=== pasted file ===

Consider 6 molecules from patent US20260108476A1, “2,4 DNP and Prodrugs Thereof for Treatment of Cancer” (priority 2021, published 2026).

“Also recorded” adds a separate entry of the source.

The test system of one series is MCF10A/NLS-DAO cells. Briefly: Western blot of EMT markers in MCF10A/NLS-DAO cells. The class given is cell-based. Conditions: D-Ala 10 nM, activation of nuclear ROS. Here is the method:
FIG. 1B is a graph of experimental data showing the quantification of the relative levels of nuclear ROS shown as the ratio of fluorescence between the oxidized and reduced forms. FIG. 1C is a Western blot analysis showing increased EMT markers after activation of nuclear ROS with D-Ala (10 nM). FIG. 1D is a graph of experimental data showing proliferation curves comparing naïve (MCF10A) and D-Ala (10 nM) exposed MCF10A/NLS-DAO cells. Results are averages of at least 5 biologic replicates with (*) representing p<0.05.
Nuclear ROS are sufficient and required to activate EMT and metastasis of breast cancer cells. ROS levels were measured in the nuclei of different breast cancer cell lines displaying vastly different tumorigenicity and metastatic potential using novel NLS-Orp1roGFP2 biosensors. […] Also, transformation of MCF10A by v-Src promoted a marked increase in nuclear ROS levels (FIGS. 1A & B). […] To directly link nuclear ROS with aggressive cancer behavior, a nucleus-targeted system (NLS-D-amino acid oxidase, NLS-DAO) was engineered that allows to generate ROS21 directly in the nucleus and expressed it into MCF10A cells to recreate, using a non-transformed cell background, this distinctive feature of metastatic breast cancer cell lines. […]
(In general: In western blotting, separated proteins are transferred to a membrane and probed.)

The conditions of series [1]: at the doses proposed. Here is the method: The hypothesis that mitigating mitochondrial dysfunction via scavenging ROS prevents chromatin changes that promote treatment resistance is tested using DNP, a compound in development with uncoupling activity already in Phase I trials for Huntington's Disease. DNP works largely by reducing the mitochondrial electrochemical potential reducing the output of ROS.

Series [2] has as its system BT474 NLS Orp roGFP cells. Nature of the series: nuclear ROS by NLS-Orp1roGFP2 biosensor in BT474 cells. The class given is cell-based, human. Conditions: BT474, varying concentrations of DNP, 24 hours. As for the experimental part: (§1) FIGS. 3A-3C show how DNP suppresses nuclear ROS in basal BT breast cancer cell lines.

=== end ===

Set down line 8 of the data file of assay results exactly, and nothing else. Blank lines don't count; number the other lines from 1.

Series [2] has as its system BT474 NLS Orp roGFP cells. Nature of the series: nuclear ROS by NLS-Orp1roGFP2 biosensor in BT474 cells. The class given is cell-based, human. Conditions: BT474, varying concentrations of DNP, 24 hours. As for the experimental part: (§1) FIGS. 3A-3C show how DNP suppresses nuclear ROS in basal BT breast cancer cell lines.